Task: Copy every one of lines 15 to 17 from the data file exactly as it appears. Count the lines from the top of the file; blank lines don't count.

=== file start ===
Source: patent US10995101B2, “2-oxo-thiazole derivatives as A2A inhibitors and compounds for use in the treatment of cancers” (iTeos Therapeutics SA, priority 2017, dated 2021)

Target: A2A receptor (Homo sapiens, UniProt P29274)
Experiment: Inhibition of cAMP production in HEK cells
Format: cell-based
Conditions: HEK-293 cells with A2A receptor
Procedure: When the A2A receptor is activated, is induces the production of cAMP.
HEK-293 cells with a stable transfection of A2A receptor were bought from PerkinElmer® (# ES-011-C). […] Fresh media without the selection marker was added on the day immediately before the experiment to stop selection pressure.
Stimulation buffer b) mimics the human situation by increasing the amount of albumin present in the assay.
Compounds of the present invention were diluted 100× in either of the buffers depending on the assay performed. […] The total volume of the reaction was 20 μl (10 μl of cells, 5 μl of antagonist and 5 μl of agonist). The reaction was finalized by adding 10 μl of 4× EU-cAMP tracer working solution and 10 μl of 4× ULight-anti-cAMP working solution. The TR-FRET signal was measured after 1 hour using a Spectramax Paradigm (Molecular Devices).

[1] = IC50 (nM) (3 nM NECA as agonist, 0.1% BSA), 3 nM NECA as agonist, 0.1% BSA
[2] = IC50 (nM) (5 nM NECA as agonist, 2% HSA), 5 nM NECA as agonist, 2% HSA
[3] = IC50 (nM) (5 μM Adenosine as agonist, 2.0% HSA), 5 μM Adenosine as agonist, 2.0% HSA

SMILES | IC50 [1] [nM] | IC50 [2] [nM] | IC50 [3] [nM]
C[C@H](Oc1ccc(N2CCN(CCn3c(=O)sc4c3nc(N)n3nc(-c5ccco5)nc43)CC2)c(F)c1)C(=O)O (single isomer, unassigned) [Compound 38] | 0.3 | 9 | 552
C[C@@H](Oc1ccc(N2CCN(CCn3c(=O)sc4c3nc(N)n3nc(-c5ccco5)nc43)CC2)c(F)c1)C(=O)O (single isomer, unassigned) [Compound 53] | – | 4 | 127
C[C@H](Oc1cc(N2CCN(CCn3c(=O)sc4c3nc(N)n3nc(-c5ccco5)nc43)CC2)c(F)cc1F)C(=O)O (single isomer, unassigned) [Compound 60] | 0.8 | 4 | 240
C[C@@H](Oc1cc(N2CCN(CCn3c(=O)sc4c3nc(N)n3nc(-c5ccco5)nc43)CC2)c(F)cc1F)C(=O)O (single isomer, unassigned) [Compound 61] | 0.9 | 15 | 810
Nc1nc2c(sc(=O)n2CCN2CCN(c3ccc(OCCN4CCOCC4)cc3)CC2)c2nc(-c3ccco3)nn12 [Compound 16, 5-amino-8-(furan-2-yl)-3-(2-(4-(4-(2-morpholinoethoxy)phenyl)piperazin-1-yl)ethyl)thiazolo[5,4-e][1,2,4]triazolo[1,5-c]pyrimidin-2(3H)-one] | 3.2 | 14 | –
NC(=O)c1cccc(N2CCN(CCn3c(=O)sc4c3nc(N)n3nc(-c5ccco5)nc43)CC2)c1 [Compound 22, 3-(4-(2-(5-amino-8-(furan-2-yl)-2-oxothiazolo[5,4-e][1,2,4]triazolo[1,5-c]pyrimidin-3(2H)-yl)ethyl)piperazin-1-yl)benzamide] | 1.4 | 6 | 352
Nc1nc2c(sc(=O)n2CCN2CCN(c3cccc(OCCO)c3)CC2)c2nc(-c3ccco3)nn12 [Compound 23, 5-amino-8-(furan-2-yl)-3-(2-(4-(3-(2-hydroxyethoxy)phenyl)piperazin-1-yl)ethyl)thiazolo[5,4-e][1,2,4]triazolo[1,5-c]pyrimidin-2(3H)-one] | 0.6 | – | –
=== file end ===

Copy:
C[C@@H](Oc1ccc(N2CCN(CCn3c(=O)sc4c3nc(N)n3nc(-c5ccco5)nc43)CC2)c(F)c1)C(=O)O (single isomer, unassigned) [Compound 53] | – | 4 | 127
C[C@H](Oc1cc(N2CCN(CCn3c(=O)sc4c3nc(N)n3nc(-c5ccco5)nc43)CC2)c(F)cc1F)C(=O)O (single isomer, unassigned) [Compound 60] | 0.8 | 4 | 240
C[C@@H](Oc1cc(N2CCN(CCn3c(=O)sc4c3nc(N)n3nc(-c5ccco5)nc43)CC2)c(F)cc1F)C(=O)O (single isomer, unassigned) [Compound 61] | 0.9 | 15 | 810